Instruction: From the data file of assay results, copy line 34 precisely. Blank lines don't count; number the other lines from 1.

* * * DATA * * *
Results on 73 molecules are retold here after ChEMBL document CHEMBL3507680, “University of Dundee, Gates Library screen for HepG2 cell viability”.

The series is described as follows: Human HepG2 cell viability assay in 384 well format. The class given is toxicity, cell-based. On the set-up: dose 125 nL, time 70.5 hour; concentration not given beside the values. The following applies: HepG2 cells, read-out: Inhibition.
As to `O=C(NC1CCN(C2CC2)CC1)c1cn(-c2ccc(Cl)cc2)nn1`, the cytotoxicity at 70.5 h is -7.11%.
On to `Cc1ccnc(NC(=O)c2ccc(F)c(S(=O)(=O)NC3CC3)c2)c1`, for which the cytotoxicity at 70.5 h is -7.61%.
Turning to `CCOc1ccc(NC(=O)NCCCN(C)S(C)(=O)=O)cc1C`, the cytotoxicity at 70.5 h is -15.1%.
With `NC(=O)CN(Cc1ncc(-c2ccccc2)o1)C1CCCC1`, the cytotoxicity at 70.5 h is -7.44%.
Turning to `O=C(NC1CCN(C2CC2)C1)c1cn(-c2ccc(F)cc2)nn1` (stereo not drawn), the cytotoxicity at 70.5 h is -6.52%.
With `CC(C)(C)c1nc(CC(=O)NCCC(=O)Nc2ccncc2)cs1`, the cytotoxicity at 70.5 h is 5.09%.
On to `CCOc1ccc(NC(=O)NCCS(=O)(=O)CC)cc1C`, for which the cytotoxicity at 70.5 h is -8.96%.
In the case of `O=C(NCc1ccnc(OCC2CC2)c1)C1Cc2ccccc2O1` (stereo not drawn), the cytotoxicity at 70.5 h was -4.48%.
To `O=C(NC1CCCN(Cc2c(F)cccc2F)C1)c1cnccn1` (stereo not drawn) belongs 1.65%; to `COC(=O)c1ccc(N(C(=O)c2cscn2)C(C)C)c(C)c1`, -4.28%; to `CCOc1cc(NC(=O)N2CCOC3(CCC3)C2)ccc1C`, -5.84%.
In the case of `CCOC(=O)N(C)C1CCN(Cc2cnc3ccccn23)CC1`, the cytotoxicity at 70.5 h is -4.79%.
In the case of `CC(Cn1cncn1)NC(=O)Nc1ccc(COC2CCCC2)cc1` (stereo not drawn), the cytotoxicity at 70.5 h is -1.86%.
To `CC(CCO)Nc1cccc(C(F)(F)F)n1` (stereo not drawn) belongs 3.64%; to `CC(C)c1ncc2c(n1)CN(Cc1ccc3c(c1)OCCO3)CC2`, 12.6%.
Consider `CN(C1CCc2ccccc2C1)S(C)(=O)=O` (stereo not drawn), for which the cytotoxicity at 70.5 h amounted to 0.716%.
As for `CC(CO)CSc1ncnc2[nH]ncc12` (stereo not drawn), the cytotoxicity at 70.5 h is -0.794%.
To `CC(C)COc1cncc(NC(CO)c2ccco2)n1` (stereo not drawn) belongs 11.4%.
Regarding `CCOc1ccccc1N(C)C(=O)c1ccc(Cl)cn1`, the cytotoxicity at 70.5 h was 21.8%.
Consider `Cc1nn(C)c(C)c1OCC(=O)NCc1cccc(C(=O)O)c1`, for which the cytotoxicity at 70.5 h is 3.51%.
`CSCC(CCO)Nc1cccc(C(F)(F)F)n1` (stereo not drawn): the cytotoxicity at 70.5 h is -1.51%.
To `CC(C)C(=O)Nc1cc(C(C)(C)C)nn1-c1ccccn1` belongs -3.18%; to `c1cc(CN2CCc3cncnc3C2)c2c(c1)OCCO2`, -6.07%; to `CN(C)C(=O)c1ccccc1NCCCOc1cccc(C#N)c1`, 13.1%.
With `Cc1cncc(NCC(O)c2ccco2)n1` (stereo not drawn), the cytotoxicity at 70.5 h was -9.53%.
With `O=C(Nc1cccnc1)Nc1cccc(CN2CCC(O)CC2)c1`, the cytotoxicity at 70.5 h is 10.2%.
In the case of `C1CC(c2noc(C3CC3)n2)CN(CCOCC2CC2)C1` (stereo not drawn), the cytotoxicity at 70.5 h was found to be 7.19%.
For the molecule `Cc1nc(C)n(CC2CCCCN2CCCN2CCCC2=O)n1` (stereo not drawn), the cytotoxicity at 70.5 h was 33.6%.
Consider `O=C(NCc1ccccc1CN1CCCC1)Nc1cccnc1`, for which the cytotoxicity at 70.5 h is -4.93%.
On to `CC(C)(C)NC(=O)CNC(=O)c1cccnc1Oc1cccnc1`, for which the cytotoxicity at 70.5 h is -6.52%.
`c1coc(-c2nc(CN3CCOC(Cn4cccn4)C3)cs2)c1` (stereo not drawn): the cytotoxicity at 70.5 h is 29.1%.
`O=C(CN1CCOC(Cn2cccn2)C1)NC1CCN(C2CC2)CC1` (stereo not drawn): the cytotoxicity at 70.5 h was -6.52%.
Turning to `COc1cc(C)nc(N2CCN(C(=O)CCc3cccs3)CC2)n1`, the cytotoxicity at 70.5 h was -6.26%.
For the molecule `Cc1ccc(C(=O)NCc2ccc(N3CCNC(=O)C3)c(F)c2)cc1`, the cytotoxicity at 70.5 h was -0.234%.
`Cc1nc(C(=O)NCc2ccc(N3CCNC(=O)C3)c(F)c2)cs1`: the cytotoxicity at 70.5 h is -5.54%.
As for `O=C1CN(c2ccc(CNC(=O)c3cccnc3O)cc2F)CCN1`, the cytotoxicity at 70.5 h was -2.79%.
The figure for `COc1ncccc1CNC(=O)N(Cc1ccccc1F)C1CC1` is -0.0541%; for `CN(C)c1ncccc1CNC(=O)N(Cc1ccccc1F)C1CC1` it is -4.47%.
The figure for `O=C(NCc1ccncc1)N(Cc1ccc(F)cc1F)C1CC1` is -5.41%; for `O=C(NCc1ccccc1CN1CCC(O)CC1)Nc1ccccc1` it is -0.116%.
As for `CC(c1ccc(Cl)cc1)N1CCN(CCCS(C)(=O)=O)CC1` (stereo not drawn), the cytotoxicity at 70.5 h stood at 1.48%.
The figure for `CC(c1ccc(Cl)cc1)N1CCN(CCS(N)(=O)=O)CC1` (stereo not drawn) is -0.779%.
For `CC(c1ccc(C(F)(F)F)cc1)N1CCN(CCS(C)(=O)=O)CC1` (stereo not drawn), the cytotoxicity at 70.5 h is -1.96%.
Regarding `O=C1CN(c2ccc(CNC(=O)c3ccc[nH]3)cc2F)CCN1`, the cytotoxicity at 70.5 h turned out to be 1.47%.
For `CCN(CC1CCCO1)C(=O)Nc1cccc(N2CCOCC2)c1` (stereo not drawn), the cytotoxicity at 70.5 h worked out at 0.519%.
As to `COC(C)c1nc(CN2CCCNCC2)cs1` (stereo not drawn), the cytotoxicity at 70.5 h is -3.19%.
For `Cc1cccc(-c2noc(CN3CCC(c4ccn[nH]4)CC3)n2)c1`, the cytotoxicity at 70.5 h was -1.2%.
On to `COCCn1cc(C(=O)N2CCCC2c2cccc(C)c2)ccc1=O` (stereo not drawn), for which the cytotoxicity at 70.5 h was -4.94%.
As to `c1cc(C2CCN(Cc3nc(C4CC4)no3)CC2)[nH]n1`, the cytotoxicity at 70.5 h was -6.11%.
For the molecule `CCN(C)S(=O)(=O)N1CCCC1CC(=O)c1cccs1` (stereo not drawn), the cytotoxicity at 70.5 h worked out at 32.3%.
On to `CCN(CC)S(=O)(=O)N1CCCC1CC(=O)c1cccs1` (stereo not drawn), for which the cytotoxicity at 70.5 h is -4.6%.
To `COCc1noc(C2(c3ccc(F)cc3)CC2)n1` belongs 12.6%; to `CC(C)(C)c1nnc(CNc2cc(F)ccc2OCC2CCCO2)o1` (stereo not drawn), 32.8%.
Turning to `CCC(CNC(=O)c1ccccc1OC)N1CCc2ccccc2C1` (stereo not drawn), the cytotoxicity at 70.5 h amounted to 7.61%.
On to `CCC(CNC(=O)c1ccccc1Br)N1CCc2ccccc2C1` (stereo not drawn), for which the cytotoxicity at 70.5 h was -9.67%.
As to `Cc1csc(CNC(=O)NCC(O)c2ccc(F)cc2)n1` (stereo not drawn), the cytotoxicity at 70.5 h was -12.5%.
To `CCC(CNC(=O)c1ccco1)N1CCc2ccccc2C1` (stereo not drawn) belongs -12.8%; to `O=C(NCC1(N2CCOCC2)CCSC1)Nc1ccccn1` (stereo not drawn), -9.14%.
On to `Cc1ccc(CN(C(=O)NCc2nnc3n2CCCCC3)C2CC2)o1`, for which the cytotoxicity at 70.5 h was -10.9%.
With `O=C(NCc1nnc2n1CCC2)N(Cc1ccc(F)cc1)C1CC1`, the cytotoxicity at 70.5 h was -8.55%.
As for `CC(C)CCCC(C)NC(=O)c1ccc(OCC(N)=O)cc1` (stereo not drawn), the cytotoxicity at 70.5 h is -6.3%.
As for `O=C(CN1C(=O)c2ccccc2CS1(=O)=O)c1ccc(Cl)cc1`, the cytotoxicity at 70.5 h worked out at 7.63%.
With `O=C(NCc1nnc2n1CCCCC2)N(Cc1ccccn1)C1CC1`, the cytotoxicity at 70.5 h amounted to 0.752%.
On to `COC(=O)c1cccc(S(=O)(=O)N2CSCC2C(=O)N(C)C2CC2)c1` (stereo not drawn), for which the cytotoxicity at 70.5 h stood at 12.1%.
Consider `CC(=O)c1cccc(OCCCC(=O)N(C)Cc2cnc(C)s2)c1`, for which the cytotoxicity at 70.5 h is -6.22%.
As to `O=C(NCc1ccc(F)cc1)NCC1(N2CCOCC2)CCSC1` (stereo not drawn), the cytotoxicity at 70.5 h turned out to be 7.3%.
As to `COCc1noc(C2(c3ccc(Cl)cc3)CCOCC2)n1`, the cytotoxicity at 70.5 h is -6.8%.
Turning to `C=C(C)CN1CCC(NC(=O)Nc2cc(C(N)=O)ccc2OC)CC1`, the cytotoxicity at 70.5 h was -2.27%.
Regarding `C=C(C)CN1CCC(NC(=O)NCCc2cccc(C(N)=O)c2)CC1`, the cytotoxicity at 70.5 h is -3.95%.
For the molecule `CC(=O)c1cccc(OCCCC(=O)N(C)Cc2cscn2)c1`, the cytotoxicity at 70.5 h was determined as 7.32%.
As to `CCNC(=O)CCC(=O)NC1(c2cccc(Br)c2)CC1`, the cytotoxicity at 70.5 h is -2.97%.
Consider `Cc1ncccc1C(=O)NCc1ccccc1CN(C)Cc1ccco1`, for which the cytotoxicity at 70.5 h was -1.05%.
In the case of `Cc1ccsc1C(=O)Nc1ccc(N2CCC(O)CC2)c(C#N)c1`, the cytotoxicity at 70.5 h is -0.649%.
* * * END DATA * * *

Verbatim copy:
The figure for `COc1ncccc1CNC(=O)N(Cc1ccccc1F)C1CC1` is -0.0541%; for `CN(C)c1ncccc1CNC(=O)N(Cc1ccccc1F)C1CC1` it is -4.47%.